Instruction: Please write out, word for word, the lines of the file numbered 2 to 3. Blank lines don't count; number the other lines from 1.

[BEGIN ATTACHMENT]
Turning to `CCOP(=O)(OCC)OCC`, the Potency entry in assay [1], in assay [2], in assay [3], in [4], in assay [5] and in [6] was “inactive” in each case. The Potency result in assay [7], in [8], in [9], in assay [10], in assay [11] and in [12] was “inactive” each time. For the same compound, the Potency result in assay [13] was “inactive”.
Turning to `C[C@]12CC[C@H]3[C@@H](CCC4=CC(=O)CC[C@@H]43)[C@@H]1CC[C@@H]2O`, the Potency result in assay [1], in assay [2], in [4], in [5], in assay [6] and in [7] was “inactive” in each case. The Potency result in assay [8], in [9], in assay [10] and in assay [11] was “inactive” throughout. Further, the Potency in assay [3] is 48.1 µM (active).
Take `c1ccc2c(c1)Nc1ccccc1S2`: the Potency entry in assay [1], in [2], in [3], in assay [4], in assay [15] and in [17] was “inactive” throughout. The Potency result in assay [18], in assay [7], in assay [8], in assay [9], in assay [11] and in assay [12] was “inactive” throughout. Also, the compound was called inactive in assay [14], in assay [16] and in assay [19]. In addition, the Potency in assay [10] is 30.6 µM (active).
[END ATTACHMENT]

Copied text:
Turning to `C[C@]12CC[C@H]3[C@@H](CCC4=CC(=O)CC[C@@H]43)[C@@H]1CC[C@@H]2O`, the Potency result in assay [1], in assay [2], in [4], in [5], in assay [6] and in [7] was “inactive” in each case. The Potency result in assay [8], in [9], in assay [10] and in assay [11] was “inactive” throughout. Further, the Potency in assay [3] is 48.1 µM (active).
Take `c1ccc2c(c1)Nc1ccccc1S2`: the Potency entry in assay [1], in [2], in [3], in assay [4], in assay [15] and in [17] was “inactive” throughout. The Potency result in assay [18], in assay [7], in assay [8], in assay [9], in assay [11] and in assay [12] was “inactive” throughout. Also, the compound was called inactive in assay [14], in assay [16] and in assay [19]. In addition, the Potency in assay [10] is 30.6 µM (active).